Traveling across the world to share knowledge in a foreign place is an impressive undertaking.
The road is perhaps a bit easier with highly valued Fulbright scholarships, but University of Oregon foreign language teaching assistants Tooba Ahmed and Thanh Nguyen nonetheless moved away from family, friends and colleagues to come to Eugene, a place where very few people speak their native languages.
However, they might soon be hearing the familiar sounds of their native tongues — Hindi-Urdu for Ahmed and Vietnamese for Nguyen — around campus: They’re here to teach them to UO students throughout the 2015-16 academic year.
Ahmed and Nguyen are teaching classes as part of the UO Yamada Language Center’s Self Study Language Program, where students and community members can take not-for-credit language classes at their own pace with weekly tutor-mediated sessions to help them with their studies.
“Teaching here has been such a nice experience,” said Ahmed, who’s also an English teacher at COMSATS Institute of Information Technology in Lahore, Pakistan. “By teaching my native language, I’m actually understanding so much about my culture. It’s such a great feeling because my language is my identity, and when I come to know that there are a lot of people who want to learn how to speak Urdu, it feels great.”
Since 1997 the Self Study Language Program has been a university staple for students interested and motivated to learn less-common languages. Foreign language teaching assistants, here on Fulbrights, have almost always been a major component of the program.
“Students get to study with a native speaker and they get to study with someone who isn’t that much older than them,” said Jeff Magoto, the director of the Yamada Language Center. “The whole program is designed to make friends, to build a community and to celebrate it.”
While Ahmed and Nguyen are at the UO they will also participate in the university’s International Cultural Service Program, which provides financial awards to international students who each year put in 80 hours of community outreach. Students are invited to give public presentations and engage with the Eugene and Springfield communities — mostly schools and other civic groups — to talk about their native culture and languages.
“We can’t separate the country from its language,” Nguyen said. “I want everyone to have a better understanding about Vietnam and Vietnamese people.”
Typically, foreign language teaching assistants teach about four hours a week, hold office hours on campus, work on other academic materials related to their studies — both Ahmed and Nguyen are taking linguistics and American culture classes — and complete their community outreach hours over the course of the academic year.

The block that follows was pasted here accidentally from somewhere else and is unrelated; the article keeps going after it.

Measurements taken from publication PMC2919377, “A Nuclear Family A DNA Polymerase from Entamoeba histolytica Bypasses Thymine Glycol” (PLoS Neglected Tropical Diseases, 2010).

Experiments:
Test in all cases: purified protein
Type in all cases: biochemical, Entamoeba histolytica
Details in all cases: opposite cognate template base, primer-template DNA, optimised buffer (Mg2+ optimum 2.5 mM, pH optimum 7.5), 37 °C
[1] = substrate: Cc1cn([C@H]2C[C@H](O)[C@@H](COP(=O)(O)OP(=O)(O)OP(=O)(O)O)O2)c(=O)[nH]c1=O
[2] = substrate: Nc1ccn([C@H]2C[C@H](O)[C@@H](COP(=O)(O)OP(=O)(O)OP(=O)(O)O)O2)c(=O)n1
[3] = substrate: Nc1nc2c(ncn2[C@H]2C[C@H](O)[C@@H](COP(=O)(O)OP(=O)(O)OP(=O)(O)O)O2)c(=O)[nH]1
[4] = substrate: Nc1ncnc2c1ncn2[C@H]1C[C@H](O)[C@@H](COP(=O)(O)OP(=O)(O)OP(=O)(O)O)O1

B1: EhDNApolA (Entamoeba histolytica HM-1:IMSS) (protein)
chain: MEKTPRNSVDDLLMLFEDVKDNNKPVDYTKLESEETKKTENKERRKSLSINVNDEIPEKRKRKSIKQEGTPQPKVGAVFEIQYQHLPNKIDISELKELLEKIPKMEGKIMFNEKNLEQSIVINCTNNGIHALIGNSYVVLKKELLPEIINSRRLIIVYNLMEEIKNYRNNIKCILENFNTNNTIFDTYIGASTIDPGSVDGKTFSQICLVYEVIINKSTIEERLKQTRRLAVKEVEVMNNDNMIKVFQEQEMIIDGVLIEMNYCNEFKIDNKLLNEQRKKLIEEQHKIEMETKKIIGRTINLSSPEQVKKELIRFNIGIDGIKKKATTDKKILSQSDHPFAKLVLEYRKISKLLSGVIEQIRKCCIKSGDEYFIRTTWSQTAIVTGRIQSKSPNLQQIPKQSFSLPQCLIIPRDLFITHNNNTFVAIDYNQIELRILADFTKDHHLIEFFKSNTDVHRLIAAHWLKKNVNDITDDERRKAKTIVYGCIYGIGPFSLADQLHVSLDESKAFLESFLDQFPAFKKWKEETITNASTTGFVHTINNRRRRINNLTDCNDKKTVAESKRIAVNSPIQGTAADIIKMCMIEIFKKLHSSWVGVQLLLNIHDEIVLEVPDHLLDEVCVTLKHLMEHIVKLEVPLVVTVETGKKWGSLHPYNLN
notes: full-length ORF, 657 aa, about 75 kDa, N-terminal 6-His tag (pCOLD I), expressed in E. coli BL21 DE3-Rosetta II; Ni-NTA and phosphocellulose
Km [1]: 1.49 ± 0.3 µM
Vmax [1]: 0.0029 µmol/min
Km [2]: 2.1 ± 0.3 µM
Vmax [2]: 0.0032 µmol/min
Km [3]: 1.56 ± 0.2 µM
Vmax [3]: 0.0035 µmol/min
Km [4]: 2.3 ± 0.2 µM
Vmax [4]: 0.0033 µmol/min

“My students are not taking this for credit, so they really just need and want to learn; one of them has to learn Vietnamese for his job and another is married to someone from Vietnam and wants to communicate with her in-laws,” Nguyen said. “I’m really happy to make contributions to people’s lives like that.”
Although it didn’t take long for Ahmed and Nguyen to find a welcoming community at the UO, both women said culture shock made their first days stateside lonely. Ahmed especially noted the difference between the family-oriented, sharing culture of Pakistan and the go-it-alone style of young Americans; this is the first time in her life that she has ever lived by herself.
“The first 15 days alone in my apartment were depressing; I just wanted to go back home and see my family and friends,” she said. “But I really learned a lot about myself during that time; I feel much stronger as a person than before because of having these experiences. That’s been the biggest change for me.”
Nguyen echoed that sentiment.
“I teach English back in Vietnam and I like to teach some aspects of American culture as well,” she said. “But experiencing this culture is very, very different than teaching about it.”
In the true nature of cultural and academic exchange, Ahmed and Nguyen already have picked up some useful knowledge from their experience teaching and being a part of the UO community they can translate to their lives as teachers in Pakistan and Vietnam.
“I want to gather all the positive qualities of America and apply that back home,” Ahmed said. “What I’m learning from the University of Oregon is how to cooperate with each other, how to support each other academically. I’m learning it in a much better way here because it’s such a different culture.”
— By Nathaniel Brown, Public Affairs Communications